I saw more and more of my boyfriend after he graduated from high school. He attended the local community college, majoring in criminal justice. And because he now had a car, he was able to come see me more often. Although my mom and I still had our arguments, she was no longer tripping as much about him as before. She never looked at him, greeted him, or spoke to him when he came over to visit, but it didn’t matter to me. It was okay for us to be together now.
Although I was accepted to a few universities, I made up my mind to attend community college after high school. I was undecided on my major and career goals (all I knew was that I wanted to make a difference). A community college would help me save money while I shopped around for inspiration for my major and career goals. Things were looking better. I was chasing my dreams of going to college. I was finally able to be with the person I love. Life was looking good… until I found out I was pregnant.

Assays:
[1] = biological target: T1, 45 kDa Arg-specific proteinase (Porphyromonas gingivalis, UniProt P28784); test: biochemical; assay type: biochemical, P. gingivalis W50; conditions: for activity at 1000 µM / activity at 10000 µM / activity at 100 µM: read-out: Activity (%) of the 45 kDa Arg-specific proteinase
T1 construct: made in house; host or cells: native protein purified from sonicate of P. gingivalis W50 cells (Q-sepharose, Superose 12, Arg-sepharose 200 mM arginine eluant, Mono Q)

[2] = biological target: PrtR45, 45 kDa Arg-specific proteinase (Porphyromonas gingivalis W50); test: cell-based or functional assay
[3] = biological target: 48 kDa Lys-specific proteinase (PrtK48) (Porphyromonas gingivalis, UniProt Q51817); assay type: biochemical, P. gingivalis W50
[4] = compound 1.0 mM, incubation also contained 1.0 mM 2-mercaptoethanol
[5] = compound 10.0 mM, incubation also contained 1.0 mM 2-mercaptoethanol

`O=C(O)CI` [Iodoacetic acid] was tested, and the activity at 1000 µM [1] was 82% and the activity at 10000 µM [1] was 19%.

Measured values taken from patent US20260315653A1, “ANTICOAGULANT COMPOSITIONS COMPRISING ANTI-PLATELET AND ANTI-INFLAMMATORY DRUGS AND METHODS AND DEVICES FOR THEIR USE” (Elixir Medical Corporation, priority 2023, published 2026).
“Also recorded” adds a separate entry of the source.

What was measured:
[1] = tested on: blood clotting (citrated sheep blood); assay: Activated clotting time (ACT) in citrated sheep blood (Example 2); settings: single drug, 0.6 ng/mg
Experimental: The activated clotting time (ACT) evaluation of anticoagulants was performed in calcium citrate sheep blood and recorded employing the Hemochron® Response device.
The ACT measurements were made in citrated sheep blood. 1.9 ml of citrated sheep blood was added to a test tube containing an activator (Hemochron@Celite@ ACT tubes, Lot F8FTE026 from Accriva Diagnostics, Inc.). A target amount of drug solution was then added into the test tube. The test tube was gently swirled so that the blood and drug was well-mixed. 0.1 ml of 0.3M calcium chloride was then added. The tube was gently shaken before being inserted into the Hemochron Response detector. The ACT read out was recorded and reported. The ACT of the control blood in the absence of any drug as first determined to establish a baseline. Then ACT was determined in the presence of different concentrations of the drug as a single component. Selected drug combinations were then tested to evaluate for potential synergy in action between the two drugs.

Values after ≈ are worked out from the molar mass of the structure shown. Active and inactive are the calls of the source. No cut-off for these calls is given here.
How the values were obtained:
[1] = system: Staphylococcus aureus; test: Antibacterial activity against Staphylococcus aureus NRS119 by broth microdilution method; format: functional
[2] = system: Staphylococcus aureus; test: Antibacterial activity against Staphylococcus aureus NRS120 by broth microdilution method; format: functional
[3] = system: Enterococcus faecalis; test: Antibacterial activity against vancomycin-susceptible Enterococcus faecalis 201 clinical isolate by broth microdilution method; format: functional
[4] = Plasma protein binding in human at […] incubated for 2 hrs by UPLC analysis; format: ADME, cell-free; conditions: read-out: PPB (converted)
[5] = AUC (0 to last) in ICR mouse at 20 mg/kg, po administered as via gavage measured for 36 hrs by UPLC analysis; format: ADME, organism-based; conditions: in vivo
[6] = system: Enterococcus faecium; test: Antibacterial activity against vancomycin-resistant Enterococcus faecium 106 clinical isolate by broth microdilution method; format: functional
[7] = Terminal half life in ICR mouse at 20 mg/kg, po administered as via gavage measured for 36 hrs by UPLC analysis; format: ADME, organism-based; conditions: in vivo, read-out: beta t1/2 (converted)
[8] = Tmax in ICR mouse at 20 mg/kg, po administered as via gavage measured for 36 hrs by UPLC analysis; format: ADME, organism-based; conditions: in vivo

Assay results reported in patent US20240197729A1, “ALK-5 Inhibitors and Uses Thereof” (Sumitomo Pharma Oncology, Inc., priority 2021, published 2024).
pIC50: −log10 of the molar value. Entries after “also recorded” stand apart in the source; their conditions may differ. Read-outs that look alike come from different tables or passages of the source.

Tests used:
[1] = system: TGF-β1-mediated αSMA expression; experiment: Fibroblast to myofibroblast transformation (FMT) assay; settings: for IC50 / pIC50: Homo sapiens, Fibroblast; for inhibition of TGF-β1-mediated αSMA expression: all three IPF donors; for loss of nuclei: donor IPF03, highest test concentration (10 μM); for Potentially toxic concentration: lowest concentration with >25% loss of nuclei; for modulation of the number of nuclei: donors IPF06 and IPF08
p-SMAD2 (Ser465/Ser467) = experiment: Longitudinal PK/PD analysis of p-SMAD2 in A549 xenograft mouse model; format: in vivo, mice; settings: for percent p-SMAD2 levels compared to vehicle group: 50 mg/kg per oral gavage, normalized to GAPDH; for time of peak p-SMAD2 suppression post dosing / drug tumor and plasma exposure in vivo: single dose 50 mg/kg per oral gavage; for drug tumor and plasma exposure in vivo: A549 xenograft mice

I couldn’t tell him face to face what happened. So I left him a note in our locker. “My mom hit me last night. It wasn’t because of you.” I lied about the latter.
When I went to the locker at the end of school, he wasn’t waiting for me as he usually did. Instead he left a note addressed to “Innocent Barbie (He called me Barbie back then).” “Nobody touches my girl,” the note was written in furious handwriting. We didn’t see each other that evening. The next morning at school, I found another note from him. This one was a lot calmer. “When did your mother start abusing you? If you don’t want to answer, it’s okay.” I never told him.